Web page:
The goth style hits home and there really is no argument against this. (One day I am going to attempt to wear Morpheus’ yellow suit and it will be glorious). The production design is just as striking as the first three films if not slightly better thanks to the advancements in technology – both in our world and The Matrix world.
The dialogue is just as theatrical and over the top as the original. I am hard-pressed not to describe this experience as slick but considering how The Matrix is a benchmark in slick, I’m torn. How about this then… Resurrections is slicker than pretty much anything else that has come out since The Matrix. The overtly profound sounding lines boil down to being pointless but are so catchy that you will almost certainly embarrass yourself trying to use some of them.
So here’s how it goes as quickly as possible. Thomas Anderson (Keanu Reeves) believes his shrink (Neil Patrick Harris) is trying to help him deal with visions and potentially fictitious memories by keeping him on blue pills. Essentially this makes him semi-brainwashed, but the doubt that there is something else going on is visible on his face. Bugs (Jessica Henwick) – a hacker with a conviction and a team behind her, comes to yank Neo out of his simulation and re-introduce him to the real world.
There are numerous complexities of modals and portals which I’ll leave you to discover when you watch the film, but the ever-familiar red-pill, Morpheus (Yahya Abdul-Mateen II), the big white empty room and the one v one is soothingly familiar. The one v one between Neo and Morpheus however doesn’t hit nearly as hard as it did with Lawrence Fishburne in ’99.
The re-introduction of a poorly aged Niobe (Jada Pinkett-Smith) as the leader of the resistance leaves her severely under-utilized and the character of grown-up Sati (Priyanka Chopra Jonas) is so forgettable that it truly begs the question of whether she cast just to help Warner Bros avoid lack of diversity criticism. Agent Smith (Jonathan Groff) is a different flavor to Hugo Weaving’s Agent Smith. Not better or worse. Just different and fortunately more than watchable. The good vs evil ensues from here with the odd twist ensuring the re-boot doesn’t become predictable or monotonous.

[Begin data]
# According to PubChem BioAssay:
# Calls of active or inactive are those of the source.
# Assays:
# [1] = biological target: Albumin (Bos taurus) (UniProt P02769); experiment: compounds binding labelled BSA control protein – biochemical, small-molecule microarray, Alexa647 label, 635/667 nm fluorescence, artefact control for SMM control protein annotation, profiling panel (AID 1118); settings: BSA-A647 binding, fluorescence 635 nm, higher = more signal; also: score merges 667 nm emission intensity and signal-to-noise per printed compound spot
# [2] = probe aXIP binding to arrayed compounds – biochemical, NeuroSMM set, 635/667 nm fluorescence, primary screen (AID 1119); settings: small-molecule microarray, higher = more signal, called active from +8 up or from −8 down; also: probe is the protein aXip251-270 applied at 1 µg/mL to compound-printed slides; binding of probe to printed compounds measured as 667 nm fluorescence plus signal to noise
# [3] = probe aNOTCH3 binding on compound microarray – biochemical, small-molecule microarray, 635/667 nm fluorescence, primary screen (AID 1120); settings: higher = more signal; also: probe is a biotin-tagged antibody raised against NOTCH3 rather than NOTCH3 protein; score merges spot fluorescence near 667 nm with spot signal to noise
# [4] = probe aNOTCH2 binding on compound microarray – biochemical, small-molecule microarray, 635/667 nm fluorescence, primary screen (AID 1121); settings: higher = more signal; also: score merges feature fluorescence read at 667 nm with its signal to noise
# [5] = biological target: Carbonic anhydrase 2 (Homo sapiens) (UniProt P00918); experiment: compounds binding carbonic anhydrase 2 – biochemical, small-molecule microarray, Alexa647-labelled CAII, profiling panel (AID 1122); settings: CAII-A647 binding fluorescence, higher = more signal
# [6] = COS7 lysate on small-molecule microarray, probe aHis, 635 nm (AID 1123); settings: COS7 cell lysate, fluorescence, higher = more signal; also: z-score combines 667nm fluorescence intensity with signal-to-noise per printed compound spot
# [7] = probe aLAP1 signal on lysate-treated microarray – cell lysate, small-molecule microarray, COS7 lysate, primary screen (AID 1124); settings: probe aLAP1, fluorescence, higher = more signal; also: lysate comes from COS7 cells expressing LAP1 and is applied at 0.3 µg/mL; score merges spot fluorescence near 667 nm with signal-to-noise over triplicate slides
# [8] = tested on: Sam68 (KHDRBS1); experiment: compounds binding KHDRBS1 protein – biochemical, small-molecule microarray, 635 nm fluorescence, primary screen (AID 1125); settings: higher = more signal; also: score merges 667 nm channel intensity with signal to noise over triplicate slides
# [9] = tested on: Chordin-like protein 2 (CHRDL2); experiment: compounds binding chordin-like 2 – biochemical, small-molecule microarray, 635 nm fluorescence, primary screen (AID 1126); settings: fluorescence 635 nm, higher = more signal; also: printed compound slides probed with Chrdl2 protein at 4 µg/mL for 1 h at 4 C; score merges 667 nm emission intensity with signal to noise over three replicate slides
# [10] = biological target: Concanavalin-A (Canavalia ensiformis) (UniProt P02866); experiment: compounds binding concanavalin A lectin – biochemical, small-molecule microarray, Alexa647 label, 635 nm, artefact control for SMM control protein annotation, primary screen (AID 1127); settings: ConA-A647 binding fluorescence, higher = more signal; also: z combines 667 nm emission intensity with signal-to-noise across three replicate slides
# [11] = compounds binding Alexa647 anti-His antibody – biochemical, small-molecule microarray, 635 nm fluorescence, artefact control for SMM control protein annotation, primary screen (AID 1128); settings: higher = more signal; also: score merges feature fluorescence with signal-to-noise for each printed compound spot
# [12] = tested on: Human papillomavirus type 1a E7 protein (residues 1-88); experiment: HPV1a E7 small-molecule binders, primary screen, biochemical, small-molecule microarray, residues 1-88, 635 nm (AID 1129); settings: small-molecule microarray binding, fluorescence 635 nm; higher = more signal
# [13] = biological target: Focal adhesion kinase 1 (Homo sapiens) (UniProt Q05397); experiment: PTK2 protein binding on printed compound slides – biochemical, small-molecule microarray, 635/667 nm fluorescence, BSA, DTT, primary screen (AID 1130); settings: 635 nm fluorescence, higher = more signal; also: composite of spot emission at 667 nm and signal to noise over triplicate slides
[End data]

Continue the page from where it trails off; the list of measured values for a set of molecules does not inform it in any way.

The most striking difference between the first and this fourth film. The general focus of The Matrix is centered around the dimension in which an awakened Neo battles to save the real world from inside the Matrix with the attacks from the Sentinels being fought off by the resistance in the real world.
Resurrections dips its toes into all dimensions but make the transitions between them far softer. There is certainly a far more elaborate illustration of The Matrix world and its functioning with coffee shops, doctors’ offices, and just… life. The idea that this simulated world is not as good as the real world is debatable and Resurrections makes the debate fun.
The Matrix vs The Matrix Resurrections: Does the sequel live up to the name?
Here’s the bottom line. The Matrix Resurrections doesn’t take itself too seriously. The Matrix did. This stark difference in attitude and the heightened sense of self makes this film very watchable.
Dialogues from the meetings in the offices of the Deus Machina (the company Thomas Anderson works at) like, “Our beloved parent company, Warner Bros., has decided they will make a sequel to the trilogy,” “with or without the creators” is a tool of self-deprecation that is so cleverly turned into humor that the only other parallel that comes to mind is Deadpool.
Yes, this film thrives on nostalgia levels from audiences like me but the slightest bit of discernment makes it evident that the world of cinema has evolved manifold since 1999: Storytelling has evolved manifold and, fortunately, or unfortunately, audiences too have evolved. Has Lana Wachowski destroyed the legacy? Nope. In fact she has most skillfully preserved the folk-lore, with the potential for more.
What this boils down to in story-telling realms, is that the writing is undeniably less profound and its effect on the audience, far less ambitious. However, from personal experience of analyzing sequels, one of the greatest problems when leaving a cinema after watching one, is the feeling that ‘nothing happened. Literally. What was that about and at the end of it… nothing really happened. Resurrections, in my opinion, doesn’t suffer from this problem. Things do happen.
The plot does actually form lines that begin somewhere and end somewhere albeit with far less depth or gravitas than that which The Matrix offered in 1999. Has Lana Wachowski over-exploited our nostalgia and milked the franchise? No. Is the film slightly underwhelming based on your expectations from 1999? Yes.
Is any of this a problem?
Unless you want to leave the cinema feeling like a sage who is going to predict the end of the world, the coming of the machines, and AI bringing about the fall of society… no it’s not. Abandon the bad experiences you’ve had with sequels, ignore the feelings you had that made The Matrix cult. ‘Here’s the thing about feelings… they’re easier to control than facts‘.
So should you watch The Matrix Resurrections? ‘Choice is an illusion. You already know what you have to do…’
About The Matrix: Resurrections
The Matrix: Resurrections will serve as the fourth instalment to the American cyberpunk franchise The Matrix. It is produced, co-written and co-directed by Lana Wachowski who has written for the previous Matrix movies as well.
Keanu Reeves and Carrie Ann-Moss will reprise their roles of Neo and Trinity, respectively. Joining them is Jada Pinkett Smith as Niobe, Lambert Wilson as The Merovingian and Daniel Bernhardt as Agent Johnson.